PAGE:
What was accessed, were lists of email addresses for global Battle.net users, outside of China. This mens that players on North American-based servers, such as North America, Latin America, Australia, New Zealand, and Southeast Asia had their personal security question, and information regarding to Mobile and Dial-In Authenticators were accessed. Blizzard have noted that based on what they currently know, this information is not enough for anyone to access Battle.net accounts.
Apple slap 24-hour suspension on phone-based resets of Apple ID passwords in a bid to stem more hacks
And so they should. After having the joy of a daisy-changed hack, Mat Honan has been keeping the tech world up-to-date on the going ons of the recent hack over at Apple, and what companies are doing to make sure that it doesn't happen to anyone else.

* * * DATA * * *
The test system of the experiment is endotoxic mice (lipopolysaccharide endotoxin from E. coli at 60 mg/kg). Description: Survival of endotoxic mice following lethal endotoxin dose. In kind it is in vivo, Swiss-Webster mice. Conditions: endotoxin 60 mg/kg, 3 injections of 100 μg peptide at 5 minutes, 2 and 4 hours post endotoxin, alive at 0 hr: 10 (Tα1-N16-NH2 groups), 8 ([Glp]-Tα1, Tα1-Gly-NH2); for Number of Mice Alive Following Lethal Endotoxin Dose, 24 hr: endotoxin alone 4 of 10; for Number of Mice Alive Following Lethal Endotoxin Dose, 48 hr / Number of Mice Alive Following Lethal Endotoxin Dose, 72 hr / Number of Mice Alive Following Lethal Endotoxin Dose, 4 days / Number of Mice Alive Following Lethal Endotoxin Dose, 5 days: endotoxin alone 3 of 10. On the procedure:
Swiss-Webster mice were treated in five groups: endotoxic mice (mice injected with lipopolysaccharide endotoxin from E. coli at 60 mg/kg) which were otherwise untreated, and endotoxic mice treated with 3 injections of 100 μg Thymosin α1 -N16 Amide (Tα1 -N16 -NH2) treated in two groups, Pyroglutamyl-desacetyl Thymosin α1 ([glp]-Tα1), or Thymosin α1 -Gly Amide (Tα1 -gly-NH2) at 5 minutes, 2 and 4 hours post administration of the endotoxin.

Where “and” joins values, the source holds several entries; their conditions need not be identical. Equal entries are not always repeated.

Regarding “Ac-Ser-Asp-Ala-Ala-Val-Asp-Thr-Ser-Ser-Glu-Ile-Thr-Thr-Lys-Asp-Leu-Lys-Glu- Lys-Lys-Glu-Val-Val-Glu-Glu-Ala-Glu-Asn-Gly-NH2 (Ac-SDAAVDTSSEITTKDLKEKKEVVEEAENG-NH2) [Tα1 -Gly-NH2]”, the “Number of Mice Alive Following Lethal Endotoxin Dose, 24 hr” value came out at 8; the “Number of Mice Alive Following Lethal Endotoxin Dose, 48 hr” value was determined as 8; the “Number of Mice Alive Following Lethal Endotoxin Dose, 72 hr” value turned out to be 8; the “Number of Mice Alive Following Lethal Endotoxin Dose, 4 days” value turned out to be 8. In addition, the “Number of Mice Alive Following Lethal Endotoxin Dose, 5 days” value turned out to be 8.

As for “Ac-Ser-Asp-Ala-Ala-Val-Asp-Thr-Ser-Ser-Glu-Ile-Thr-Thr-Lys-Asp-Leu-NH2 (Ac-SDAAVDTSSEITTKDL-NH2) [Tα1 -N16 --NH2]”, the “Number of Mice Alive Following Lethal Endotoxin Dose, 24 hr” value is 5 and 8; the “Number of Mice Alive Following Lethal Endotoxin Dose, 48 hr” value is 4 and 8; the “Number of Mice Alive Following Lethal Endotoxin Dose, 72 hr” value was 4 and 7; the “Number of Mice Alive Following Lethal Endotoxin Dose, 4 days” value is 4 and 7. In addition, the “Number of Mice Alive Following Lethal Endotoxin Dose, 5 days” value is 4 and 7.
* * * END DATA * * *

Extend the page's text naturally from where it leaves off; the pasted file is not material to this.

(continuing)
Apple have improved their services, issuing a 24-hour ban on calling Apple support to change your Apple ID password. Honan's hack involved some social engineering, meaning that a hacker actually made a voice call, setting up accounts pretending to be him. Wired reported on the ban, saying:
Apple on Tuesday ordered its support staff to immediately stop processing AppleID password changes requested over the phone, following the identity hacking of Wired Reporter Mat Honan over the weekend, according to Apple employees.
An Apple worker with knowledge of the situation, speaking on condition of anonymity, told Wired that the over-the-phone password freeze would last at least 24 hours. The employee speculated that the freeze was put in place to give Apple more time to determine what security policies needed to be changed, if any.